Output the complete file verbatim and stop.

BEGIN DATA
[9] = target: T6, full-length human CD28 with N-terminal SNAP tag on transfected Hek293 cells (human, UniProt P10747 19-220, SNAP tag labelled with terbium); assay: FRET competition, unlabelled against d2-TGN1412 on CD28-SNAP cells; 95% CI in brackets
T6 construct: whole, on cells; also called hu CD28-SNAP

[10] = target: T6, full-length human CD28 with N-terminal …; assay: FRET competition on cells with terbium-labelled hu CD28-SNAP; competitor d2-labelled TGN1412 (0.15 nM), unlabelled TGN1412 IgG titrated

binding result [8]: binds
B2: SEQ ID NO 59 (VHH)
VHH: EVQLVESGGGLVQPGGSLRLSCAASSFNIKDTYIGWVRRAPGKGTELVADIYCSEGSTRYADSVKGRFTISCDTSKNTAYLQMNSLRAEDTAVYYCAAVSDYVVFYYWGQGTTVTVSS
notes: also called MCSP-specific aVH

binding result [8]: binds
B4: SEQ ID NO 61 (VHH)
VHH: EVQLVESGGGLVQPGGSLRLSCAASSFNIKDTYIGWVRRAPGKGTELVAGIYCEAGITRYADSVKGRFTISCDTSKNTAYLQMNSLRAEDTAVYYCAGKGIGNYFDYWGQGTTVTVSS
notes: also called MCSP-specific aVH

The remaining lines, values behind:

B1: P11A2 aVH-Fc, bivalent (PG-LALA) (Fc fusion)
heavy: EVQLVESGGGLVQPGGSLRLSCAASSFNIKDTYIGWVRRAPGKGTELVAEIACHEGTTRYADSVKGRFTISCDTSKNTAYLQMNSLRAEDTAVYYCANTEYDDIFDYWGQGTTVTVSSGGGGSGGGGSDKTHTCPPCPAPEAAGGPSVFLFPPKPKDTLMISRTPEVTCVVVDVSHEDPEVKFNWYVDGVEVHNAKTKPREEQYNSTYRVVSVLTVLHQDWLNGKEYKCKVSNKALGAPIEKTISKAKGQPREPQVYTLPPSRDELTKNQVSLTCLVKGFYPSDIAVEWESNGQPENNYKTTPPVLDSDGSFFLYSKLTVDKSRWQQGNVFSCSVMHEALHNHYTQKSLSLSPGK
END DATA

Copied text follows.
[9] = target: T6, full-length human CD28 with N-terminal SNAP tag on transfected Hek293 cells (human, UniProt P10747 19-220, SNAP tag labelled with terbium); assay: FRET competition, unlabelled against d2-TGN1412 on CD28-SNAP cells; 95% CI in brackets
T6 construct: whole, on cells; also called hu CD28-SNAP

[10] = target: T6, full-length human CD28 with N-terminal …; assay: FRET competition on cells with terbium-labelled hu CD28-SNAP; competitor d2-labelled TGN1412 (0.15 nM), unlabelled TGN1412 IgG titrated

binding result [8]: binds
B2: SEQ ID NO 59 (VHH)
VHH: EVQLVESGGGLVQPGGSLRLSCAASSFNIKDTYIGWVRRAPGKGTELVADIYCSEGSTRYADSVKGRFTISCDTSKNTAYLQMNSLRAEDTAVYYCAAVSDYVVFYYWGQGTTVTVSS
notes: also called MCSP-specific aVH

binding result [8]: binds
B4: SEQ ID NO 61 (VHH)
VHH: EVQLVESGGGLVQPGGSLRLSCAASSFNIKDTYIGWVRRAPGKGTELVAGIYCEAGITRYADSVKGRFTISCDTSKNTAYLQMNSLRAEDTAVYYCAGKGIGNYFDYWGQGTTVTVSS
notes: also called MCSP-specific aVH

The remaining lines, values behind:

B1: P11A2 aVH-Fc, bivalent (PG-LALA) (Fc fusion)
heavy: EVQLVESGGGLVQPGGSLRLSCAASSFNIKDTYIGWVRRAPGKGTELVAEIACHEGTTRYADSVKGRFTISCDTSKNTAYLQMNSLRAEDTAVYYCANTEYDDIFDYWGQGTTVTVSSGGGGSGGGGSDKTHTCPPCPAPEAAGGPSVFLFPPKPKDTLMISRTPEVTCVVVDVSHEDPEVKFNWYVDGVEVHNAKTKPREEQYNSTYRVVSVLTVLHQDWLNGKEYKCKVSNKALGAPIEKTISKAKGQPREPQVYTLPPSRDELTKNQVSLTCLVKGFYPSDIAVEWESNGQPENNYKTTPPVLDSDGSFFLYSKLTVDKSRWQQGNVFSCSVMHEALHNHYTQKSLSLSPGK